Republican strategist Karl Rove suggested that he would like Congress to pass amnesty legislation during the lame-duck session of Congress, but he also said that immigration reform could get done “early next year.”
President Barack Obama said that there were only “two to three months” left to pass amnesty legislation this year, but the CEOs of the U.S. Chamber of Commerce and the National Association of Manufacturers said this week that they hoped amnesty legislation could be the “final act” of the lame-duck session. Rove has courted pro-amnesty business executives for donations to his political action groups.
“The Speaker wants to get this thing done, but he wants to get it done in a way that unites the country,” Rove said on Hugh Hewitt’s radio show on Friday. “So my suspicion is we’ve got a better chance of getting comprehensive immigration reform done in the aftermath of the election or early next year.” In fact, Rove expressed a preference “to get it done in the aftermath of the election.”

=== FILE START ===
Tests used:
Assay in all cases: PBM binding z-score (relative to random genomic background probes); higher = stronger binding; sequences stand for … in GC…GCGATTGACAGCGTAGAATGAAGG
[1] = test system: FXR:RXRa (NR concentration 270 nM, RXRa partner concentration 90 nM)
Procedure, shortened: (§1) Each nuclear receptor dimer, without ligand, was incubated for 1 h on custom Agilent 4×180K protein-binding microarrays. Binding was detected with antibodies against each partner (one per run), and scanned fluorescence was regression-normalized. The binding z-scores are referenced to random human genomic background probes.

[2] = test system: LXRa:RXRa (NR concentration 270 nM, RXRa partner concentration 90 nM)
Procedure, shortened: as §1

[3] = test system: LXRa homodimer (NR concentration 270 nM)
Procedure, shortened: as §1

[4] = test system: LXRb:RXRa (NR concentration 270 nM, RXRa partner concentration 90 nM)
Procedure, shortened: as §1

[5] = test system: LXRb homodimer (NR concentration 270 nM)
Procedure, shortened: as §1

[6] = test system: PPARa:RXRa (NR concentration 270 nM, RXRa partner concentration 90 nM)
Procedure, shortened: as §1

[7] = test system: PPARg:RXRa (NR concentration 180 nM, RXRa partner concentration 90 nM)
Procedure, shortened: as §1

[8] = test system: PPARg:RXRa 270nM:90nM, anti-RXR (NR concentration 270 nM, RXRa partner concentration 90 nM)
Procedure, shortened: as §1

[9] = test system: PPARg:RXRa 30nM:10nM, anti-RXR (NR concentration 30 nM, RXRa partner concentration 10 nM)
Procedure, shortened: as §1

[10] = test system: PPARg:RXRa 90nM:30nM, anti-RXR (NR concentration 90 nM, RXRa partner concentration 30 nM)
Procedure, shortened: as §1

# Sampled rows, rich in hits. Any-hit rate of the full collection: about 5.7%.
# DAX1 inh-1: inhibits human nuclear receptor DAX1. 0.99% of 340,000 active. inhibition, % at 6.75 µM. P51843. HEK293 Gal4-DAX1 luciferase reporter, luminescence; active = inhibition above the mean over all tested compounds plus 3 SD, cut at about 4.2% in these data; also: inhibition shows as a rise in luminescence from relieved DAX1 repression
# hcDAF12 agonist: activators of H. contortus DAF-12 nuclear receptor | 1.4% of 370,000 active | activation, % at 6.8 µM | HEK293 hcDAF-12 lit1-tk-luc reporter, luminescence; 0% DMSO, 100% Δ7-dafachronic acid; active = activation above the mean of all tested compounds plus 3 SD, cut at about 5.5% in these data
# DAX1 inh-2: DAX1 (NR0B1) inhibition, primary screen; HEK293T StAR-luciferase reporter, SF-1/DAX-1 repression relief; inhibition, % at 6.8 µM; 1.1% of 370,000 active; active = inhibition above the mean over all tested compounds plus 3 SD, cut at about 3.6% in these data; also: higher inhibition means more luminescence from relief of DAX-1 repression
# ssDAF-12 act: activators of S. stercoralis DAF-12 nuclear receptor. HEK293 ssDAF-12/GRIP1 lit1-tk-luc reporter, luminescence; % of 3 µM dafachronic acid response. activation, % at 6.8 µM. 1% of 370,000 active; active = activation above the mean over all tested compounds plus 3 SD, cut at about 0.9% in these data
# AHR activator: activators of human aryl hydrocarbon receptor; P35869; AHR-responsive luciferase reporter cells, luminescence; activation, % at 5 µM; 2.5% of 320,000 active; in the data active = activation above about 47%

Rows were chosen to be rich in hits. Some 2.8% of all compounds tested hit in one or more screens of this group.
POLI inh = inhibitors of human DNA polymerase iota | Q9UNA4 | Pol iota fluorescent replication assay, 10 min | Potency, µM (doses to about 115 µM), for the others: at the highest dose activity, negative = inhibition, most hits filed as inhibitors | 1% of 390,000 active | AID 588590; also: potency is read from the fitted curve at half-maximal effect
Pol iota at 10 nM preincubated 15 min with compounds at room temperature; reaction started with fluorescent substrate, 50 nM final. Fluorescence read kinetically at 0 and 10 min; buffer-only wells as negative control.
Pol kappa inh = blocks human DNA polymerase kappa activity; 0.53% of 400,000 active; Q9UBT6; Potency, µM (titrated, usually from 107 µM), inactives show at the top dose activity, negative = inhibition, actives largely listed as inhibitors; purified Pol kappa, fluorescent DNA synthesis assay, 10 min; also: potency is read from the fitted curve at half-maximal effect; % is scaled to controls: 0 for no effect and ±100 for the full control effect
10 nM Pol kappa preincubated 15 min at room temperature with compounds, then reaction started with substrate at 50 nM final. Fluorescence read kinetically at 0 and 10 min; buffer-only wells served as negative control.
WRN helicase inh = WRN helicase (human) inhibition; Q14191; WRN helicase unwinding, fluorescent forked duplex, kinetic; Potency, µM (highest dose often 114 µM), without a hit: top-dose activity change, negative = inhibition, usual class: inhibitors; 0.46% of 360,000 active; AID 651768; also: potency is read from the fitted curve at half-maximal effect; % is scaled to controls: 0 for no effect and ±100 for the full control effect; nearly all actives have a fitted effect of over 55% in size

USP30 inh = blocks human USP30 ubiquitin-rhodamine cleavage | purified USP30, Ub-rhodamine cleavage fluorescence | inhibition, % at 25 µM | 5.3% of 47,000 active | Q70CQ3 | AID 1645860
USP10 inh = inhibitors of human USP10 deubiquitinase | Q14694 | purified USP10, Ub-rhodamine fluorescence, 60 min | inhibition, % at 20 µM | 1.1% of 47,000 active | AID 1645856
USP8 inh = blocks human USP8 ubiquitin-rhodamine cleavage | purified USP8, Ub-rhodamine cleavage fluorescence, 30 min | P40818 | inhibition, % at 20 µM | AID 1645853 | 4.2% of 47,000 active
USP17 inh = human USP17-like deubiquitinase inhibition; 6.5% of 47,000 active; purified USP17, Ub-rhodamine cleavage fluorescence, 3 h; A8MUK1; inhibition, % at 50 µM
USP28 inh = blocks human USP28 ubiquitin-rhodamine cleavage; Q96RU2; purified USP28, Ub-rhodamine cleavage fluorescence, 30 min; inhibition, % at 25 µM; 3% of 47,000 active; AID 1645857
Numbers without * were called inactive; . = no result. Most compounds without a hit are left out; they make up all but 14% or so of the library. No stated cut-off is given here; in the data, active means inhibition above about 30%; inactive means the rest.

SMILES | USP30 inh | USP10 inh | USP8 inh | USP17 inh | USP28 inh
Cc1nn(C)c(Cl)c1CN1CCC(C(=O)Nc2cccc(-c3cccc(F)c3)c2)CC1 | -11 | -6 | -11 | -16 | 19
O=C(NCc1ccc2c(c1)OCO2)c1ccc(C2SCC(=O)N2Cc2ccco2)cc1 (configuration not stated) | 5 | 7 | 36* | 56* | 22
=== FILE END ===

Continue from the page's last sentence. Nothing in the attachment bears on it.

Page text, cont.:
Sen. Marco Rubio (R-FL) and other GOP leaders declared on Wednesday that Senate Republicans would “absolutely” try to pass amnesty legislation if Republicans win back control of the upper chamber next year.
Rove, while a White House adviser for President George W. Bush, helped Bush push for comprehensive immigration reform–a failed attempt that saw the conservative base revolt.
Rove stated that Obama “did not do himself or the cause of immigration reform any good by allowing” his confidant and senior adviser Valerie Jarrett to go to Las Vegas on Thursday and say that the White House had a “commitment” from House Speaker John Boehner (R-OH) to act on amnesty legislation. Boehner’s office denied that such a commitment was made, and Jarrett walked back her remarks on Twitter Friday.